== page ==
Best Route for Humans to Exit Solar System Discovered

Thank you to the IT Home users for submitting the clues!

On April 1st, it was reported that all planets in our solar system are surrounded by a huge bubble formed by charged particles constantly emitted by the sun. This bubble is known as the heliosphere, and its boundary marks the edge of our solar system.

Image Source: Pexels

Therefore, if we want to leave the solar system and travel to other stars, we first need to find a way to cross the heliosphere. A research team claims to have discovered the best route through this enormous bubble.

The heliosphere protects everything inside it, including planets, astronauts, satellites, and other celestial bodies, from dangerous radiation from space. However, scientists are still unsure of its exact shape or size.

Scientists simply define the heliosphere as the region directly influenced by the Sun. Some believe this bubble is crescent-shaped, while others think it’s spherical. There are also many who envision it as bullet-shaped or beach ball-shaped.

The confusion arises because when we are inside it, we cannot determine the exact shape of an object. “We are like goldfish trying to understand the fishbowl from the inside,” said Sarah A. Spitzer, the lead author of this study and a researcher at the University of Michigan.

This is why many scientists worldwide, including the authors of this study, have been developing mission concepts to show how interstellar probes can exit the heliosphere and observe it from the outside.

Spitzer added, “Future interstellar probe missions will give us the first real opportunity to see our heliosphere from the outside, our home, and better understand its position in the local interstellar medium.”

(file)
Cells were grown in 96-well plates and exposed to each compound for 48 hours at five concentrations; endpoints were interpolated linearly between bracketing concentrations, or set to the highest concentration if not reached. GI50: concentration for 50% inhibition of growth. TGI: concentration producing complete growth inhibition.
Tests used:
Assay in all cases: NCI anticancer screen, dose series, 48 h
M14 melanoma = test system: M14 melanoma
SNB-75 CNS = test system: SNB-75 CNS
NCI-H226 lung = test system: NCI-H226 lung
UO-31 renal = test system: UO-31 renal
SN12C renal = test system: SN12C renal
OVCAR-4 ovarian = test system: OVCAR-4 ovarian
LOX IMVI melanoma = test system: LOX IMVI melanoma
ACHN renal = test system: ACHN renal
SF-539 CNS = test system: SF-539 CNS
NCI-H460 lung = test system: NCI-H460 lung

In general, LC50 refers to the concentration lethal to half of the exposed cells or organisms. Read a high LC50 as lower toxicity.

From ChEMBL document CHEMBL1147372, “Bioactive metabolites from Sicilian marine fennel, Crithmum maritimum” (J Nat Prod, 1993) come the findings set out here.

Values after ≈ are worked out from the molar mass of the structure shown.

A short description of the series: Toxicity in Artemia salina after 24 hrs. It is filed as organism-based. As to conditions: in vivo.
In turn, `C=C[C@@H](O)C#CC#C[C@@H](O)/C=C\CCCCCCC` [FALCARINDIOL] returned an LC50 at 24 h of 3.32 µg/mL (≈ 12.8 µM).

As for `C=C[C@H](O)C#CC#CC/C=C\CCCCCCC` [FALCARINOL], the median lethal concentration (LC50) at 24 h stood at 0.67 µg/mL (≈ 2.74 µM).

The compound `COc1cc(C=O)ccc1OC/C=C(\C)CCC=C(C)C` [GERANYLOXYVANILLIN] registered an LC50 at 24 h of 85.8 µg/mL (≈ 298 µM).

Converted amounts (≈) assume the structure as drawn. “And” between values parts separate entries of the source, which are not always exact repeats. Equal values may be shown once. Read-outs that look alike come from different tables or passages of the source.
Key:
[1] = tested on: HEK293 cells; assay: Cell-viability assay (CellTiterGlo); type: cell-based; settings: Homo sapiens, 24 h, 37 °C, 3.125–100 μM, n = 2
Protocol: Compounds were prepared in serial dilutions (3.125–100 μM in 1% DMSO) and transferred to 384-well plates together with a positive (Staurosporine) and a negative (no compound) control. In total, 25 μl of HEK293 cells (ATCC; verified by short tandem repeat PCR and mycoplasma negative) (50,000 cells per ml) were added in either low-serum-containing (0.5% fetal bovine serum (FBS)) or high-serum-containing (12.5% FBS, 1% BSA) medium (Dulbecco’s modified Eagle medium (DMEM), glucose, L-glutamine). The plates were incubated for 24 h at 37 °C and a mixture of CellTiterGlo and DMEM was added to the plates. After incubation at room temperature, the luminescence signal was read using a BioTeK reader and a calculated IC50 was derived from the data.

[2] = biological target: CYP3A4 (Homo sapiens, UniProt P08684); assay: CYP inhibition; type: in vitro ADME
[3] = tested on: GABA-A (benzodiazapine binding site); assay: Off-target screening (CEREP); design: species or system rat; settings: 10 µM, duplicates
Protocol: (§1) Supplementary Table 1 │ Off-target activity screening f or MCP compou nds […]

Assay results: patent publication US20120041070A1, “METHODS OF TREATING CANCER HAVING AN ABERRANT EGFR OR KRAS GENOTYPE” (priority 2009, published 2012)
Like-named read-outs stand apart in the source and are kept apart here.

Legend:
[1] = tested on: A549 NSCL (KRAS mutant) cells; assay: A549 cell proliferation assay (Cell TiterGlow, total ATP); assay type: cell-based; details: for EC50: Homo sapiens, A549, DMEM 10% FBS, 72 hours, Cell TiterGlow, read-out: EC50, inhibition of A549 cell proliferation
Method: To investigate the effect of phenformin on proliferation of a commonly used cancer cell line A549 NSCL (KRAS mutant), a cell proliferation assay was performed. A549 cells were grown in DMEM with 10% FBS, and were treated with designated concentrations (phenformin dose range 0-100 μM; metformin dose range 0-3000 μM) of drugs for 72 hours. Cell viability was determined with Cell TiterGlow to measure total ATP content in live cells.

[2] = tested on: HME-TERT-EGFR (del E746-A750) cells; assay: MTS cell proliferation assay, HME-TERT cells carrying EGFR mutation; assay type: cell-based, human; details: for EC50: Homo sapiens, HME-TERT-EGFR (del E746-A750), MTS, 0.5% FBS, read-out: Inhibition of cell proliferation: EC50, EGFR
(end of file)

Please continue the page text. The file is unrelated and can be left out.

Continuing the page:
These mission concepts detail the spacecraft, payloads, and trajectories needed. For example, a mission concept report from 2021 suggested, “The probe should fly along a trajectory approximately 45 degrees in front of the direction of the solar wind, ultimately allowing it to leave the bubble.”

However, this new study claims that for a probe to exit the heliosphere, it must fly along a path through the rear side of the heliosphere. They compared six probe trajectories from head to tail and found that the maximum output and clearer observation of the heliosphere’s shape are achieved when the probe exits through the tail.

In August and September 1977, NASA launched the Voyager 2 and Voyager 1 spacecraft to study interstellar space. The missions were successful, making these spacecraft the first artificial objects to cross the heliosphere.

The Voyager probes were designed with a lifespan of only five years but are still operational. As of March 2024, they are approximately 15 billion miles away from Earth. However, they are no longer able to detect plasma activity from our Sun, hence unable to provide any information about the heliosphere.

A mission concept report from the Johns Hopkins University Applied Physics Laboratory suggests that humans should aim to design a probe with a lifespan of 50 years. Such a probe would provide valuable information about the heliosphere and could cover interstellar distances ranging from 30 to 90 billion miles.

This research was published in the journal “Frontiers in Astronomy and Space Sciences.”

Advertising Disclaimer: This article contains outbound links (including but not limited to hyperlinks, QR codes, passwords, etc.) for providing more information, saving selection time. All articles on IT Home contain this disclosure.

Leave a Reply

Your email address will not be published. Required fields are marked *

This site is protected by reCAPTCHA and the Google Privacy Policy and Terms of Service apply.